September 7, 2012

It’s Shakespeare meets the unexpectedly resurrected…with a Tom Jones chaser!

Nano, by Hacksaw & Ficly.com…a better, shorter story
Read by Xe Sands

Xe  writes…

Y’all know I have a love of flash fiction and that I’ve mentioned Ficly.com before (source of many a zombie piece). One of the coolest things about Ficly is that it allows readers to write a prequel or sequel to a story they really enjoy, and/or allows authors to release a story in serialized format.

That’s the case with “Nano,” which is a different take on a zombie tale, serialized in five parts. Sadly, the story ends on a bit of a cliffhanger, with no sequels written, either by the author or an inspired reader-turned-author.

So if you enjoy this storyline and want to see it continued…consider writing a bit more yourself!

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Titania Monologue, by William Shakespeare 
Read by Diane Havens


Diane writes…

Summer’s almost gone, and school’s begun — gets me thinking of Midsummer Night’s Dream, a Shakespeare play that ‘s included in most high school English teachers’ units of study.

This monologue is a fun one taken from the scene where Oberon, the fairy king, and Titania, his fairy queen, exchange jealous accusations. Titania tells of how their quarrels are affecting the change of seasons, that the people are suffering for it.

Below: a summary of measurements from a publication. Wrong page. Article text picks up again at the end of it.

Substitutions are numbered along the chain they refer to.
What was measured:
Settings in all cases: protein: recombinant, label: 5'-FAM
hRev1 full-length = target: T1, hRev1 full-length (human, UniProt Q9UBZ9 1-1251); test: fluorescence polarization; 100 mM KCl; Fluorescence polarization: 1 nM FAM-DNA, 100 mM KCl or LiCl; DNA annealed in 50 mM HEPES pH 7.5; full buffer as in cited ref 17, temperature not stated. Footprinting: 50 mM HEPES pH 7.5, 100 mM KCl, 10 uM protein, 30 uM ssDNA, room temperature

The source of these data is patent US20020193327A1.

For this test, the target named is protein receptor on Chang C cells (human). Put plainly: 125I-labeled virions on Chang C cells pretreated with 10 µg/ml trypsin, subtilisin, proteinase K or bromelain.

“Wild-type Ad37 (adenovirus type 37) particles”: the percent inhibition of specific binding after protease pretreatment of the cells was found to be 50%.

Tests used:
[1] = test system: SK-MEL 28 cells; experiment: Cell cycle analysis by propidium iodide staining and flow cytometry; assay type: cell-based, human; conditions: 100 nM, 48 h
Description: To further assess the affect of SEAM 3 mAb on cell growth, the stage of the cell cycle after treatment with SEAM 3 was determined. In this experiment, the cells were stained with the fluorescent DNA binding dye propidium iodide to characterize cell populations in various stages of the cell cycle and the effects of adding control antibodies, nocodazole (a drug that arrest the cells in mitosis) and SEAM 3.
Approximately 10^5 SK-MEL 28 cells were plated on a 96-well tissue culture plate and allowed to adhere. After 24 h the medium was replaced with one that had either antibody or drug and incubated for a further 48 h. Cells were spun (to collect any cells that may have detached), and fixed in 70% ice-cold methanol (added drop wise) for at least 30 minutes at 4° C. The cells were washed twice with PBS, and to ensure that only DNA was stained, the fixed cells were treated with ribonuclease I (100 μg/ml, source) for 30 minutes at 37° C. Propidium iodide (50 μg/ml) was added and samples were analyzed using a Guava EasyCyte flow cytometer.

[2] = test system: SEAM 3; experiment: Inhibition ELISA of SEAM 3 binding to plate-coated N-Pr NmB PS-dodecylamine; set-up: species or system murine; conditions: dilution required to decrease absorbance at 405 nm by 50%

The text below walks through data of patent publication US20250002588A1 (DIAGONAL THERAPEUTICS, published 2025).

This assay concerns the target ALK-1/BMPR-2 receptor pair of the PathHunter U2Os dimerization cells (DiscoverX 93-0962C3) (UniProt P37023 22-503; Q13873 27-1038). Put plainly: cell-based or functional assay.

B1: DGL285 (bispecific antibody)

Loved doing this one since it’s always a blast channeling Billie Burke’s Glinda. (Ok, not technically a fairy, but close.)

This clip taken from the free literature education series “Acting It Out.”

 

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Tom Jones – Book 1, Chapter 7, by Henry Fielding

Read by Mark Turetsky

Mark  writes…

This is part of an ongoing project in which I will record and post one chapter per week of Henry Fielding’s Tom Jones over the course of four years.

The story of Jenny continues this week, as she gets a stern talking to from Mr. Allworthy. It’s essentially one long monologue, and it was a lot of fun to record. the face is, the wisdom that Allworthy is imparting to Jenny is a bit outdated by modern standards, but, as you can certainly find out by his name, it’s all done for what’s best for Jenny. 18th Century country England was especially cruel for a “ruined” woman, and it’s somewhat sad to see a kind and intelligent girl like Jenny cut off from her life by what’s happened.

Next week, another bit of dialogue, but a much lighter one, in counterpoint to this chapter.

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